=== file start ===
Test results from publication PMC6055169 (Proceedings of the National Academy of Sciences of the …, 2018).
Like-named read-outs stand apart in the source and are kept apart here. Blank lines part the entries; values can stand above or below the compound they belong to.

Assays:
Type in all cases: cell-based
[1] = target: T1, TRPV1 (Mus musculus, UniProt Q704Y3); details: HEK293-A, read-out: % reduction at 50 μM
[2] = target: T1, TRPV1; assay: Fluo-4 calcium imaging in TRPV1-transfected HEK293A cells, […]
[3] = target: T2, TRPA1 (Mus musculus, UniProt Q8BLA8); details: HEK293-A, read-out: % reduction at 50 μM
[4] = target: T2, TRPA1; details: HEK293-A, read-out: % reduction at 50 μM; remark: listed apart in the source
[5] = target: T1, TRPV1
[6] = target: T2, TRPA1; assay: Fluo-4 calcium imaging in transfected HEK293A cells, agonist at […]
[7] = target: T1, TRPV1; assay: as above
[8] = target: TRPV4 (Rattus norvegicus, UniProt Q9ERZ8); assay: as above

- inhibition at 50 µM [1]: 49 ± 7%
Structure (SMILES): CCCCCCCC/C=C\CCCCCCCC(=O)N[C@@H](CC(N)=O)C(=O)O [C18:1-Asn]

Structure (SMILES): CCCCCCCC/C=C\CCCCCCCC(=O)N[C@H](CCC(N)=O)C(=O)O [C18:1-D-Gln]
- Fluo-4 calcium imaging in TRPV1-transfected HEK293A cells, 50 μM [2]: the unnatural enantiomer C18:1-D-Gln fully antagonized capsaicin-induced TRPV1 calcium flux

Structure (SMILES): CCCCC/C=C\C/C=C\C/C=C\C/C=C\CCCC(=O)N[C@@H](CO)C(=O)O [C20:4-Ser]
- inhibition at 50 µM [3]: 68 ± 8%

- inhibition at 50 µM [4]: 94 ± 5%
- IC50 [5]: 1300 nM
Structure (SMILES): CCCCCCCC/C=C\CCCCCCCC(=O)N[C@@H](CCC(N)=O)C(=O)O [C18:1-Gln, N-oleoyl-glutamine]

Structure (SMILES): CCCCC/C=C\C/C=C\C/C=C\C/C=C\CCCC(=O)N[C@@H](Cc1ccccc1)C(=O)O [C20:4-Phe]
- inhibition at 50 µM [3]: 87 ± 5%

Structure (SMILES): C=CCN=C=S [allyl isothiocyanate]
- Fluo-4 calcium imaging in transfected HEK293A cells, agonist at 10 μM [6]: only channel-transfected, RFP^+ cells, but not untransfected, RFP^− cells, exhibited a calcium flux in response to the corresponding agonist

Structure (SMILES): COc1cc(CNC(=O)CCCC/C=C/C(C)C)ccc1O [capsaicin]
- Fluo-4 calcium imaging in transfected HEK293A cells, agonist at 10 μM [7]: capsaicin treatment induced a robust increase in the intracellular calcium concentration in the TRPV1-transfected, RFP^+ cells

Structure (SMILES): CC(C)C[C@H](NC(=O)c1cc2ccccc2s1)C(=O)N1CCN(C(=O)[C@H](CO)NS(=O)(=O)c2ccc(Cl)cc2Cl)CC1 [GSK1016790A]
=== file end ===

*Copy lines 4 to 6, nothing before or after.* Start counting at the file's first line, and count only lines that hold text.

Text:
Type in all cases: cell-based
[1] = target: T1, TRPV1 (Mus musculus, UniProt Q704Y3); details: HEK293-A, read-out: % reduction at 50 μM
[2] = target: T1, TRPV1; assay: Fluo-4 calcium imaging in TRPV1-transfected HEK293A cells, […]